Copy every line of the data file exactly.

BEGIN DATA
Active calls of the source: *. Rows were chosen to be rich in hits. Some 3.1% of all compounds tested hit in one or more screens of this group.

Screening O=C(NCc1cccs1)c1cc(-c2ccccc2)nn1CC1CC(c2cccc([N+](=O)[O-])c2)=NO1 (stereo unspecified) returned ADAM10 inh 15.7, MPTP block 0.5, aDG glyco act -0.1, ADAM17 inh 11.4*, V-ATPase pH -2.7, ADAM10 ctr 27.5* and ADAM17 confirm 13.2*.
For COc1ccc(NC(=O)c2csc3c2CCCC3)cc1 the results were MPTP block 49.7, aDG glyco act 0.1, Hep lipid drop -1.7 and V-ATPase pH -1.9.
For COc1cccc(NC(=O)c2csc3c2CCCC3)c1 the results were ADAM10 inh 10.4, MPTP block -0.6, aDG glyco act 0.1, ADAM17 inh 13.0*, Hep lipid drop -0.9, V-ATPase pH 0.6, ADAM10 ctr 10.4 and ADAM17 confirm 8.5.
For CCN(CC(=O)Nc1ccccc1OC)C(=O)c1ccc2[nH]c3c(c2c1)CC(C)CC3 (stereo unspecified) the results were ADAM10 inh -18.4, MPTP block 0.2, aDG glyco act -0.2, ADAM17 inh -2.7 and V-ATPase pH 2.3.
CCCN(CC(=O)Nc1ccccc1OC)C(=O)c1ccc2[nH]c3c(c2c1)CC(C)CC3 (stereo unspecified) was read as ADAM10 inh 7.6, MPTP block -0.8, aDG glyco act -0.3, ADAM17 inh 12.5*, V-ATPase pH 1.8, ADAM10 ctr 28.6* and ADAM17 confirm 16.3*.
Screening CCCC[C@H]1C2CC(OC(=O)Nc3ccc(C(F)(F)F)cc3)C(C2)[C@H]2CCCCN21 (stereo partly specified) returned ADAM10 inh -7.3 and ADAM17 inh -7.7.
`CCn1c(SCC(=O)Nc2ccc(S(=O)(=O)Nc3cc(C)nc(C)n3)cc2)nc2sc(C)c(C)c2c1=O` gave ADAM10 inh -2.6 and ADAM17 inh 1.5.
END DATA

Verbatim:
Active calls of the source: *. Rows were chosen to be rich in hits. Some 3.1% of all compounds tested hit in one or more screens of this group.

Screening O=C(NCc1cccs1)c1cc(-c2ccccc2)nn1CC1CC(c2cccc([N+](=O)[O-])c2)=NO1 (stereo unspecified) returned ADAM10 inh 15.7, MPTP block 0.5, aDG glyco act -0.1, ADAM17 inh 11.4*, V-ATPase pH -2.7, ADAM10 ctr 27.5* and ADAM17 confirm 13.2*.
For COc1ccc(NC(=O)c2csc3c2CCCC3)cc1 the results were MPTP block 49.7, aDG glyco act 0.1, Hep lipid drop -1.7 and V-ATPase pH -1.9.
For COc1cccc(NC(=O)c2csc3c2CCCC3)c1 the results were ADAM10 inh 10.4, MPTP block -0.6, aDG glyco act 0.1, ADAM17 inh 13.0*, Hep lipid drop -0.9, V-ATPase pH 0.6, ADAM10 ctr 10.4 and ADAM17 confirm 8.5.
For CCN(CC(=O)Nc1ccccc1OC)C(=O)c1ccc2[nH]c3c(c2c1)CC(C)CC3 (stereo unspecified) the results were ADAM10 inh -18.4, MPTP block 0.2, aDG glyco act -0.2, ADAM17 inh -2.7 and V-ATPase pH 2.3.
CCCN(CC(=O)Nc1ccccc1OC)C(=O)c1ccc2[nH]c3c(c2c1)CC(C)CC3 (stereo unspecified) was read as ADAM10 inh 7.6, MPTP block -0.8, aDG glyco act -0.3, ADAM17 inh 12.5*, V-ATPase pH 1.8, ADAM10 ctr 28.6* and ADAM17 confirm 16.3*.
Screening CCCC[C@H]1C2CC(OC(=O)Nc3ccc(C(F)(F)F)cc3)C(C2)[C@H]2CCCCN21 (stereo partly specified) returned ADAM10 inh -7.3 and ADAM17 inh -7.7.
`CCn1c(SCC(=O)Nc2ccc(S(=O)(=O)Nc3cc(C)nc(C)n3)cc2)nc2sc(C)c(C)c2c1=O` gave ADAM10 inh -2.6 and ADAM17 inh 1.5.